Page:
Illustration; Source: U.S. Bureau of Safety and Environmental Enforcement (BSEE)

While modifying a tool, offshore worker suffers ‘laceration requiring sutures’

After looking into circumstances surrounding an injury during offshore energy operations, the U.S. Bureau of Safety and Environmental Enforcement (BSEE) has come up with four recommendations for oil and gas operators, which can assist in avoiding such incidents in the future on the Outer Continental Shelf (OCS).

Illustration; Source: U.S. Bureau of Safety and Environmental Enforcement (BSEE)

According to the U.S. regulator, a worker was recently injured while attempting to install a hydraulic line on a pipe handling machine during offshore energy operations. The injury occurred after the worker determined the combination wrench on hand was too long for this particular use and attempted to alter the tool by placing the wrench into a vice to manually shorten the length by using a hacksaw. The U.S. regulator explains that the worker cut a gloved hand with the sharp edge of the altered wrench handle during the wrench alteration process, resulting in “a laceration requiring sutures.”

Upon investigating the incident, the operator’s Incident Investigation Team identified four causal factors. The first one indicates that the worker did not pause or stop work to consult with a supervisor when the job scope changed and/or the proper tool was unavailable. As a result, the decision to modify the combination wrench was not discussed with the supervisor before modifying the tool.

The second factor outlines that the worker did not explore the potential for other avenues and/or options for locating the proper tools, such as checking with other work groups. The third contributing factor to this incident was the fact that a proper wrench that would fit in the tight area was not readily available on the rig floor. In addition, when the worker decided to alter the hand tool, he chose a readily available hand saw versus a more appropriate/potentially safer method, like a bandsaw.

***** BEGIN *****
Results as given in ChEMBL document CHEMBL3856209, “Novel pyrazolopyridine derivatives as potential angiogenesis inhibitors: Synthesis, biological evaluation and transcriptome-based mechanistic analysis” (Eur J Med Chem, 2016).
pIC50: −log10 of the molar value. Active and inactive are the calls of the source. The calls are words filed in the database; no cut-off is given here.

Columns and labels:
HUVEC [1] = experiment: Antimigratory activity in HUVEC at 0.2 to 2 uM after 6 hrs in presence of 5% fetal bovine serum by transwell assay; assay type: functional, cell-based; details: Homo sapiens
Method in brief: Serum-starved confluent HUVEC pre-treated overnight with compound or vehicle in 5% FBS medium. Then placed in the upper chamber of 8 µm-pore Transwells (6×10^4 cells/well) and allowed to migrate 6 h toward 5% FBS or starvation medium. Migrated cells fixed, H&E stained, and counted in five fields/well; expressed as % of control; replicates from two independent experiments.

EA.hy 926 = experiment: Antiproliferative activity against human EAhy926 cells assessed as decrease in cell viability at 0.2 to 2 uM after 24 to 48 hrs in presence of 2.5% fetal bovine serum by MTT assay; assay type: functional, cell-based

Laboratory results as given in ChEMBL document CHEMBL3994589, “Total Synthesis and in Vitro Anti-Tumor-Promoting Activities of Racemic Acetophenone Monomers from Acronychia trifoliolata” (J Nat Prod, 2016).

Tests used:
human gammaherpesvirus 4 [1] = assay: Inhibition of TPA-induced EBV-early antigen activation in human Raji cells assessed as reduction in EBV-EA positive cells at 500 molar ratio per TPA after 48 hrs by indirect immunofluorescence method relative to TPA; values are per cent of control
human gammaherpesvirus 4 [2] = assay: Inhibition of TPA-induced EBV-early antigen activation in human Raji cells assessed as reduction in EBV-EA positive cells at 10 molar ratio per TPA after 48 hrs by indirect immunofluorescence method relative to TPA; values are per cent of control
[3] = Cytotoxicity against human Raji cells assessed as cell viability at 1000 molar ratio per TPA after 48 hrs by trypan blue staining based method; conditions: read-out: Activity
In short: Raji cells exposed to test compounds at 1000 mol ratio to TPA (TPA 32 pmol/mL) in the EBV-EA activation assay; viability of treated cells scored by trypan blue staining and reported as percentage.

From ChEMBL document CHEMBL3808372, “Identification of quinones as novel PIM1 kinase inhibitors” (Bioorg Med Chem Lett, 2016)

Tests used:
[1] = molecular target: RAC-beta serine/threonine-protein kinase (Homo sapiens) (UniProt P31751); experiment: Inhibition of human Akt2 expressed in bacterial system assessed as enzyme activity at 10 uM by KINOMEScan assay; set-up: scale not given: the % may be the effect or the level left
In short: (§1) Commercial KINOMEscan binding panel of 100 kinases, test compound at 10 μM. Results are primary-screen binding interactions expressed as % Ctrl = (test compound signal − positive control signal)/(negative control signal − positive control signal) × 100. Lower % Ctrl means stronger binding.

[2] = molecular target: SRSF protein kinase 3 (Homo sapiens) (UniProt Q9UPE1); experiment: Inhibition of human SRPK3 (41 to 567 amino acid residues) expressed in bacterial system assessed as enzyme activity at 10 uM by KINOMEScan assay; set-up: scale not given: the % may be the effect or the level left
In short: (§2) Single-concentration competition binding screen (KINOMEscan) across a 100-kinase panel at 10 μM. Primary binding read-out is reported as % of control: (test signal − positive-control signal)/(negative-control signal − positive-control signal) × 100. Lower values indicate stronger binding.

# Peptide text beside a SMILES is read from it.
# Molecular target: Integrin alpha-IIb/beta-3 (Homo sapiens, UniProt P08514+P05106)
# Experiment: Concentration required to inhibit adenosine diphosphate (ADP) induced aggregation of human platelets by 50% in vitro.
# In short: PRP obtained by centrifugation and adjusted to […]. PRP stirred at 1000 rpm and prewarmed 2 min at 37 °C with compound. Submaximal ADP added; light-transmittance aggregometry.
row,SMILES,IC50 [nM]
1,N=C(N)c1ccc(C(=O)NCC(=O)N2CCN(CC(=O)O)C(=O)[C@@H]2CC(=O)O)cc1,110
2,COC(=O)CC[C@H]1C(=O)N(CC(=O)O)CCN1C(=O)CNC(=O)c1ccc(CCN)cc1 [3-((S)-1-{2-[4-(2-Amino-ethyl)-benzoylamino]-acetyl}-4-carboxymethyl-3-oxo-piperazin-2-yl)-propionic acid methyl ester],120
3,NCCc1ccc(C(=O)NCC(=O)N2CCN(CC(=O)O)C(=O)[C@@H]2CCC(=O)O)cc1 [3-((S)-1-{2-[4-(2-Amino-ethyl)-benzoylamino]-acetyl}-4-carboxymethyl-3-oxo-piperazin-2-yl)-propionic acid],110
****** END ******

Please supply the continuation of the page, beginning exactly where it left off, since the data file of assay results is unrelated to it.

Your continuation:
Source: U.S. Bureau of Safety and Environmental Enforcement (BSEE)
Source: U.S. Bureau of Safety and Environmental Enforcement

The BSEE explains that the operator and rig manager implemented corrective actions following the incident to prevent similar incidents from happening in the future. These actions mean that rig managers will order close radius hand tools and will conduct a high-level overview of the incident with all crew members on board to emphasise the importance of proper pre-job planning and hazard assessment.

Moreover, rig managers will stress the importance of any lone worker applying the option to ask for assistance when reviewing a hazard identification and mitigation card/compass card. They will also set expectations for all crew members that the alteration of original equipment manufacturer (OEM) tools, equipment, etc. is unacceptable and discuss potential consequences.

While the operator’s incident report stated that prior to modifying the hand tool, the worker reviewed a hazard identification and mitigation card/compass card, the U.S. regulator points out that there were no apparent findings that the worker potentially used the compass card to circumvent the requirement of modifying the Job Safety Analysis when the scope of the job changed. 

Therefore, the BSEE recommends that operators and their contractors consider reviewing safety alerts with all relevant employees, reviewing the corrective actions implemented by the operator, ensuring proper tools are available, and reviewing all Hazard Analysis policies and procedures to ensure hazard identification and mitigation card/compass card is utilised and understood. 

Recently, the U.S. regulator also examined the events surrounding four recent detections of hydrogen sulfide (H2S) during offshore operations and provided recommendations to lower the number of similar incidents going forward.